Thursday, February 28, 2013

Billy Doe's Junkie Hustle

By Ralph Cipriano

Michael E. Wallace, criminal defense lawyer, has a cardinal rule: don't ever believe anything your client tells you.

Wallace's client in the Archdiocese of Philadelphia sex abuse case was Edward V. Avery, a defrocked priest with a history of sexually abusing young boys. So when Avery told Wallace he didn't touch "Billy Doe" -- the former altar boy who accused Avery of raping him -- Wallace was skeptical.

Billy Doe -- Bigtrial photo by Jon Anderson
"Father, you're saying Mass for me this Sunday," Wallace told the former priest. "And next Sunday. And the Sunday after that."

Wallace had Avery stop by his law office on the 12th floor of 2 Logan Square. Every Sunday morning, the lawyer would serve the former priest a cup of tea, and then grill him about the details of the crime. "After 65 Sundays of cross-examination, I believed him," Wallace said. But that didn't mean Wallace was done checking out his client's story.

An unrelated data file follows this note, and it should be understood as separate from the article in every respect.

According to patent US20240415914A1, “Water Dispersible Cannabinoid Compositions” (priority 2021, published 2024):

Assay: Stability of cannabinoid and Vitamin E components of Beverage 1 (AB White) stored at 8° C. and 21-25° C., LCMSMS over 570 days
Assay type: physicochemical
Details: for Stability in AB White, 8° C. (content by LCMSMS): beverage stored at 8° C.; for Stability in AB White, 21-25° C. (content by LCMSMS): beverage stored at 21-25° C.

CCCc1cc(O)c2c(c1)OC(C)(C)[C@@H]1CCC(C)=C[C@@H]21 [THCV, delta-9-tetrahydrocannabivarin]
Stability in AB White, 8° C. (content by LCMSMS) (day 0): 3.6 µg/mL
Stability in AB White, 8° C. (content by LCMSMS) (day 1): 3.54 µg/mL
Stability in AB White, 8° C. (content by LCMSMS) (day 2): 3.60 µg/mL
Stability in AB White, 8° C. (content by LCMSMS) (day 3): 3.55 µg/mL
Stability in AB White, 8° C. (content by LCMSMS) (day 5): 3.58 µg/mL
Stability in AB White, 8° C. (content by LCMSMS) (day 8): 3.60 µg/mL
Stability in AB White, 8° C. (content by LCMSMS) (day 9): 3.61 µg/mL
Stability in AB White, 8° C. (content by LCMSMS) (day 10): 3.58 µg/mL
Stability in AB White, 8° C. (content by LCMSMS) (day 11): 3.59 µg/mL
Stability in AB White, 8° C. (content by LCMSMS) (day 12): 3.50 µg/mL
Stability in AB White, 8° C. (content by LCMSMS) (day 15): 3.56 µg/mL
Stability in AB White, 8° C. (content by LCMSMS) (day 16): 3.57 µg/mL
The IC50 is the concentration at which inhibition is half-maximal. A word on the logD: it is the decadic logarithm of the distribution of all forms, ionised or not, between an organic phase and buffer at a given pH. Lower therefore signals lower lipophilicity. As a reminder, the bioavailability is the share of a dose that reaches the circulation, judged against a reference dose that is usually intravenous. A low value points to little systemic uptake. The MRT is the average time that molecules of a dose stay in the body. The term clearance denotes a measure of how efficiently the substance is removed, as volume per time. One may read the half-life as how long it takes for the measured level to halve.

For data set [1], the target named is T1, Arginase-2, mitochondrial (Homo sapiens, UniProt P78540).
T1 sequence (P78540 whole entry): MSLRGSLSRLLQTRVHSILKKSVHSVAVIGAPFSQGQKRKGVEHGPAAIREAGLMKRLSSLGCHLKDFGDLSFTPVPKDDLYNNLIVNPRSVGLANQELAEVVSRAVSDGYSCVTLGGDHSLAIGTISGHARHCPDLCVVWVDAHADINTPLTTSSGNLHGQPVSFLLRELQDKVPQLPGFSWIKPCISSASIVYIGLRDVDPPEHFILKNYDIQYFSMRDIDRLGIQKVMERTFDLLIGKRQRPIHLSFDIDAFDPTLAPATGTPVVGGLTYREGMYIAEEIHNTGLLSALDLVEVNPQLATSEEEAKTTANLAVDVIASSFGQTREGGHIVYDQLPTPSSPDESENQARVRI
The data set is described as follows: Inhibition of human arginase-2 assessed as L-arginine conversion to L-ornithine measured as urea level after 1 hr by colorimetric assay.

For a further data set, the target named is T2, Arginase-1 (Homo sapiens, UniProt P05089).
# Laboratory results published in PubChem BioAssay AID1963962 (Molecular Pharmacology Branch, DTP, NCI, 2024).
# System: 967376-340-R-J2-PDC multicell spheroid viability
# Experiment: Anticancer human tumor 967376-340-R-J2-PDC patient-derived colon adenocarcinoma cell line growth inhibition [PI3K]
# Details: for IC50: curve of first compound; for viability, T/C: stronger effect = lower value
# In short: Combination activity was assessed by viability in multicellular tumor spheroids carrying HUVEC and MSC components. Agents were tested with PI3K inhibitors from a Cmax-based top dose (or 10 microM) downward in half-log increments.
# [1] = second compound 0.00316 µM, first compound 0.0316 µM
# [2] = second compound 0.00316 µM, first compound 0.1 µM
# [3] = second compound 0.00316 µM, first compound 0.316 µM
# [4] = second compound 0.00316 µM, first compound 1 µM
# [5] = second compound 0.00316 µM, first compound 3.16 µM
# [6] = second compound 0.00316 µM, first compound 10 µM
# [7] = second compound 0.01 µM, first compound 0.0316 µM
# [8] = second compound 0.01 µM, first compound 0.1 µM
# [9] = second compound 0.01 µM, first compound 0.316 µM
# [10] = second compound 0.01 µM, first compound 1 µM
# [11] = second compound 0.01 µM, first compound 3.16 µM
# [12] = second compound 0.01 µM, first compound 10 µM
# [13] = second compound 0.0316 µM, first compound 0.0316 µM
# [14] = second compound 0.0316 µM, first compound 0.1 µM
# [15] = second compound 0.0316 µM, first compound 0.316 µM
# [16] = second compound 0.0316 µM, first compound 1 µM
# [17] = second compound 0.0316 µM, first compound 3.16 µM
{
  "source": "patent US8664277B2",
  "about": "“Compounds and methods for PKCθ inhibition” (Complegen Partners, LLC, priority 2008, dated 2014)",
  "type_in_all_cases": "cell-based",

Wallace's next move was to send the "smiling padre" out "to be boxed," meaning a polygraph test. The man who administered the test was William L. Fleisher, a former FBI agent who did polygraphs for District Attorney Seth Williams and the U.S. Attorney's office. How'd Avery do? "He passed it with flying colors," Wallace said.

That brought Wallace to a firm conclusion about Billy Doe's allegations -- "It all added up to a big lie," Wallace said.

The Imam's Clout

By Ralph Cipriano

On a 13-year-old FBI surveillance tape, a cocaine dealer named Bubby is overheard lamenting how he could have saved the life of a fellow drug dealer known as Shafiq.

If only he had brought Shafiq and his rival known as Bree to the Sister Clara Muhammad School, the late Gerald "Bubby" Thomas says on the tape, recorded in Oct.  6, 2000, it could have all been worked out. We could have saved Shafiq.

On Aug. 2, 200 Kareem Bluntlly, AKA "Bree," shot and killed Mansur Abdullah, AKA "Shafiq," while he was sitting in his Mercedes-Benz. In federal court today, former drug dealer and now cooperating witness Craig Oliver talked with regret about his best friend Shafiq didn't listen when Oliver warned him to stay away from Bree.